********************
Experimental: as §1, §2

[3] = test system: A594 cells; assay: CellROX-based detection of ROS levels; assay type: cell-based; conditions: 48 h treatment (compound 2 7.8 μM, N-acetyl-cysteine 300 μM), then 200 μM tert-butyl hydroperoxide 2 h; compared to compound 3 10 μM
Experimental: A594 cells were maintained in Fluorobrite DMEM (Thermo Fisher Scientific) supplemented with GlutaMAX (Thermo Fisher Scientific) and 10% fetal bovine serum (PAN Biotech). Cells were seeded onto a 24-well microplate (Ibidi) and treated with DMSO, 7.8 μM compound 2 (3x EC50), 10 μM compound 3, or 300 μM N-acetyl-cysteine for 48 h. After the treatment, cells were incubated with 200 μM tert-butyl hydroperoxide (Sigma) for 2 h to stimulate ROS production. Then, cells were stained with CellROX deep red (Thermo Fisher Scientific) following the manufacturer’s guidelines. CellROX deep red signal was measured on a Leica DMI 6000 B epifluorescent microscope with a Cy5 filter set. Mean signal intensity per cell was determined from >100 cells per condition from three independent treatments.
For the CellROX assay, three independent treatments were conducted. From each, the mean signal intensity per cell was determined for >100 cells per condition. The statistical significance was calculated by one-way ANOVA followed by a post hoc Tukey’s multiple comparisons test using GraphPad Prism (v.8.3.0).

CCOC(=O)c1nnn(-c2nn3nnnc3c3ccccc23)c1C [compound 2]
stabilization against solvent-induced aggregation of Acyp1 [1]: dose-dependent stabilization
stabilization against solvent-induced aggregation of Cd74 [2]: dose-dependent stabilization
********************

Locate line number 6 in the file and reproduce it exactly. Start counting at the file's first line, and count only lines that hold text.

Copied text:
stabilization against solvent-induced aggregation of Acyp1 [1]: dose-dependent stabilization